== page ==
The Fellowship of the Ring by J.R.R Tolkien (Harper Collins 1991) p.245
When I thought to spend a few weeks reflecting upon themes from The Fellowship of the Ring over the summer before continuing with The Two Towers in September I did not expect to spend much of the time writing about Gandalf; but so it has proved. Maybe I should not have been surprised. When Elrond asks Gandalf to speak at the Council in Rivendell he introduces him by saying, “in all this matter he has been the chief”.
I wrote a few weeks ago about how Gandalf loved to play in order to find some rest from his labours and how the Shire became especially important to him to allow him to do this. We saw how this desire for play proves to be utterly crucial in the history of Middle-earth. We recall that when Tolkien’s publishers first asked him for “more about hobbits” after the success of The Hobbit that he first regarded the request as an annoying interruption to what he regarded as his life’s work, the history that his son Christopher would eventually edit and publish as The Silmarillion. It was only with time that it began to dawn upon him that the ring that Bilbo found in the depths of the Misty Mountains and put to such good and, might one say, playful use, might be prove critical to the resolution of the history of the Third Age.
As Gandalf puts it to the Council what began as a little more than a misgiving began to turn to dread. The thing that Bilbo had in his possession, that he regarded as little more than something useful in case awkward relatives like the Sackville Baggins came to call, was indeed the Ring of Power that Sauron had lost in the great battle at the end of the Second Age and for which he was now seeking in order to complete his conquest of Middle-earth.
Gandalf’s misgiving that turned to dread moved hobbits from a pleasant distraction on the fringes of his life onto the centre stage. When he reflects upon what he can discern of the big story, of the purposes of the divine, of Illuvatar in Arda, he tells Frodo that first Bilbo and then himself were meant to have the Ring. This is a statement of incredible importance. I use the word, incredible, in its essential meaning, as speaking of something that is hard, almost impossible, to believe. If the divine mind were to entrust the Ring to anyone for safekeeping surely a hobbit would be the last person chosen. Even hobbits are not, in themselves, a completely reliable choice. After all, Gollum was himself a hobbit and he began his possession of the Ring with murder.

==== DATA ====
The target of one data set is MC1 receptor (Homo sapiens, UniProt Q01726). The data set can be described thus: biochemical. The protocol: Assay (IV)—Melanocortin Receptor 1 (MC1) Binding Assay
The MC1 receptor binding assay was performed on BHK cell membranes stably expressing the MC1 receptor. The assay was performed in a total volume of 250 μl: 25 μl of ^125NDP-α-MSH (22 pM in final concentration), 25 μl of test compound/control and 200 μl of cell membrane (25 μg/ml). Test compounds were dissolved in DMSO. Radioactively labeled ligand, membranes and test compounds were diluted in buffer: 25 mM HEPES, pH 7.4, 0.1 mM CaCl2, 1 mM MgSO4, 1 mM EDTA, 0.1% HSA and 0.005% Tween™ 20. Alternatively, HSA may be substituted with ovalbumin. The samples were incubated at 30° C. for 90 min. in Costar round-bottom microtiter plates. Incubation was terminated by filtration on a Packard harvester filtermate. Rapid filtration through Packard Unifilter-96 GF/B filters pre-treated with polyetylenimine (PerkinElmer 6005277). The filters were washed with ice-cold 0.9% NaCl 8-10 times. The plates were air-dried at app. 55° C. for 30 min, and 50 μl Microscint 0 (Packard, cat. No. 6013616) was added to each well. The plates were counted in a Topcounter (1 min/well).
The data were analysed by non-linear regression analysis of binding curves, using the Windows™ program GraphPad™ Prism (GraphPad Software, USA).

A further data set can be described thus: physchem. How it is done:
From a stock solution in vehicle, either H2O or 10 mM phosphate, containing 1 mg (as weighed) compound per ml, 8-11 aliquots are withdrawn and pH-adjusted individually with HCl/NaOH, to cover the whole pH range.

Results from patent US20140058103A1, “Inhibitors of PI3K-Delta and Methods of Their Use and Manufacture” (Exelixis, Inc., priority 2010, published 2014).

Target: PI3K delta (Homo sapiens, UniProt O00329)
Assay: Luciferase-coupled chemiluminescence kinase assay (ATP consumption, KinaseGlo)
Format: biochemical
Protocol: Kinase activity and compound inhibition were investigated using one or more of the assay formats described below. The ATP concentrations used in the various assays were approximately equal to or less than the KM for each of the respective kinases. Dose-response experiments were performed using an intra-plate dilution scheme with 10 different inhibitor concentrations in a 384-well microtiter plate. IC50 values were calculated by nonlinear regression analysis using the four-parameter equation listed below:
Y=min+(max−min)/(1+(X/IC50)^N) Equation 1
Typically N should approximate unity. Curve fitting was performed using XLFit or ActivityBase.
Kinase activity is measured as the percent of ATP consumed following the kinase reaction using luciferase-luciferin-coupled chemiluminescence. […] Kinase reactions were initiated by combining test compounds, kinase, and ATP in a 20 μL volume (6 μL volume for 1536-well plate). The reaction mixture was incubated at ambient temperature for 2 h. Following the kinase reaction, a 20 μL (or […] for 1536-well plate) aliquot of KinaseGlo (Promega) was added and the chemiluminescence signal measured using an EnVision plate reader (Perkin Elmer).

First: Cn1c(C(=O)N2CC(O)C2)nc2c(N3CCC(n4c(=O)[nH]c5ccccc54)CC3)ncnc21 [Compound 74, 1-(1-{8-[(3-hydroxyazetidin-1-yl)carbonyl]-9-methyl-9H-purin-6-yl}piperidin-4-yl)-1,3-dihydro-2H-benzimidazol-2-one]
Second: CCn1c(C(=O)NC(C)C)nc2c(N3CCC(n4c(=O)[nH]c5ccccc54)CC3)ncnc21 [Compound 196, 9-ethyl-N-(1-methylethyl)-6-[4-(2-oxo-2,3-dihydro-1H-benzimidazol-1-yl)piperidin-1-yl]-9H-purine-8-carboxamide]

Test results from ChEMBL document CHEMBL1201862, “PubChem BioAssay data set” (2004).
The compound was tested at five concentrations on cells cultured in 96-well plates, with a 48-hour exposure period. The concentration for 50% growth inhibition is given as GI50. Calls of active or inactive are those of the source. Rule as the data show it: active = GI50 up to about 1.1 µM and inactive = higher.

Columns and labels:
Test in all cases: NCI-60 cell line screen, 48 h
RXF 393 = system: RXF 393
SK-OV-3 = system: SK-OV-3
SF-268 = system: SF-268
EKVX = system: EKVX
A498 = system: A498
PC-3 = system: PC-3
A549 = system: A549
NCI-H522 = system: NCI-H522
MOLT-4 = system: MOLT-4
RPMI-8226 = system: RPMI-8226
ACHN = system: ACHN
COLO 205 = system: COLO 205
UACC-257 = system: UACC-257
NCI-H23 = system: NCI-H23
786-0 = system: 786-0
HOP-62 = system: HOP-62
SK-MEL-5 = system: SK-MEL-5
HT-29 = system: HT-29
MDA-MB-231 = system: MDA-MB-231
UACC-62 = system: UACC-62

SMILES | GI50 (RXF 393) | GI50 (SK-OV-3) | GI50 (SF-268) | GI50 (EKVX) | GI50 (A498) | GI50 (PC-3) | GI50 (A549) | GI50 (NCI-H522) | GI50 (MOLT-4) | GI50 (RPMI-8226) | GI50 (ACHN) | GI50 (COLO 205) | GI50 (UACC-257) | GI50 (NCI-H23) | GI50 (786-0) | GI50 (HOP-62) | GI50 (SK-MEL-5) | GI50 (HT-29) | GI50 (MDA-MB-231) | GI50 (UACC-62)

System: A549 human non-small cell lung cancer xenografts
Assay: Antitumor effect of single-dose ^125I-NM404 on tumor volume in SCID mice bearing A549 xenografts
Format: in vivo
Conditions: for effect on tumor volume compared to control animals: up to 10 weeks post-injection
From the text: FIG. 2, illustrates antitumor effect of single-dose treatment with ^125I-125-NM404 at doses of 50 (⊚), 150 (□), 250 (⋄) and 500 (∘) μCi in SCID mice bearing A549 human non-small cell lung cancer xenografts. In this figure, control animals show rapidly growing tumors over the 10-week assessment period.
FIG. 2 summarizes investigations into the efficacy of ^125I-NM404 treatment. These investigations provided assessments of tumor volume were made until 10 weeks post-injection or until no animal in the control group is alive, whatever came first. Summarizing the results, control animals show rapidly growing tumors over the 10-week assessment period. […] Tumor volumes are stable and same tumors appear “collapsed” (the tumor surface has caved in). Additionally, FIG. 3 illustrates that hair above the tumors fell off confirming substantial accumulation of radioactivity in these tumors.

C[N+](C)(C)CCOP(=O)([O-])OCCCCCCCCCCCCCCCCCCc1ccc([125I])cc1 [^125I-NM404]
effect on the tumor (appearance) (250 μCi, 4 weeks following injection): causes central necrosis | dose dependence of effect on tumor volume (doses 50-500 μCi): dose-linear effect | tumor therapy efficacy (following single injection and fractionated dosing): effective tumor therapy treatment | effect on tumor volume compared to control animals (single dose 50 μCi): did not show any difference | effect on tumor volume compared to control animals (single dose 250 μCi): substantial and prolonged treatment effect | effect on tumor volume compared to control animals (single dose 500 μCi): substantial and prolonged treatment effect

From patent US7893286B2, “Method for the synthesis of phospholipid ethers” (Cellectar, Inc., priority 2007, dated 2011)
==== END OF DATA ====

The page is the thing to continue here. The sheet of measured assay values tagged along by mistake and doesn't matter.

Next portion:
But what began in Tolkien’s telling of a children’s story in The Hobbit as the happy and fortuitous entrance of magic into that tale was to turn into something that would be critical to the whole history of Middle-earth and it became clear that neither elf, nor dwarf or man could be entrusted with the Ring. It had to be a hobbit and it had to be a particular hobbit with the history and character that Bilbo had. And then because the Ring was beginning to have a destructive influence even on this good hobbit it had to pass to another, to Frodo. It has to pass to someone who does not want it, or the burden that it represents. Frodo tries to give it to Gandalf in Bag End, to Aragorn in Rivendell and to Galadriel in Lothlórien. He is the perfect person to have the Ring in his possession and even he will be overcome by it in the end.
Gandalf might have said that in his reluctance to take on the burden of the Ring Frodo reminded him of himself. When the Valar first thought to send the Istari to Middle-earth Gandalf was reluctant to go because he feared Sauron. Perhaps it is this reluctance, this desire for peace, even obscurity, that makes Gandalf, and Frodo too, the ones who can be chosen for the really great tasks. Help will be given to them when they most need it. Frodo will eventually achieve his task through the aid of Gollum. But it is not the ones who seek greatness who can be entrusted with the great things. It is those who wish to be little but are willing to say yes to the call that they receive.